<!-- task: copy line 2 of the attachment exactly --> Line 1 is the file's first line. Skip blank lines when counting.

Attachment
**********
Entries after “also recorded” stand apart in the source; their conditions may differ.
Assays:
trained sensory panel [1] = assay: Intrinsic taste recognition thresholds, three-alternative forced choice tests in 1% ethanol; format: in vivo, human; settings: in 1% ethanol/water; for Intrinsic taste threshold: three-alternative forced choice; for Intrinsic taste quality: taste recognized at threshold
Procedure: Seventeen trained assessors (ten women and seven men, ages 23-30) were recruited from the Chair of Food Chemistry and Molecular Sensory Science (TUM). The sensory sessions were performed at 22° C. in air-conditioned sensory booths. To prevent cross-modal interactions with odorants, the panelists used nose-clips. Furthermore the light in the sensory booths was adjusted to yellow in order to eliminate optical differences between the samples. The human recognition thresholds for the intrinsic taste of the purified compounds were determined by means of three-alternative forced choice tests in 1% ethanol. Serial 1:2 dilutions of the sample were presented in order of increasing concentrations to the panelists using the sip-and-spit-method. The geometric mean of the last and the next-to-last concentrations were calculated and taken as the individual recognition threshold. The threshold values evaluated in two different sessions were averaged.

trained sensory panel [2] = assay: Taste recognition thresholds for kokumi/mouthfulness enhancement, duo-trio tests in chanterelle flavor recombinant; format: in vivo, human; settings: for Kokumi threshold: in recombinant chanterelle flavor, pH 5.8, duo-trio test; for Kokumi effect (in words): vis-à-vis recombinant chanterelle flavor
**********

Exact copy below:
Assays: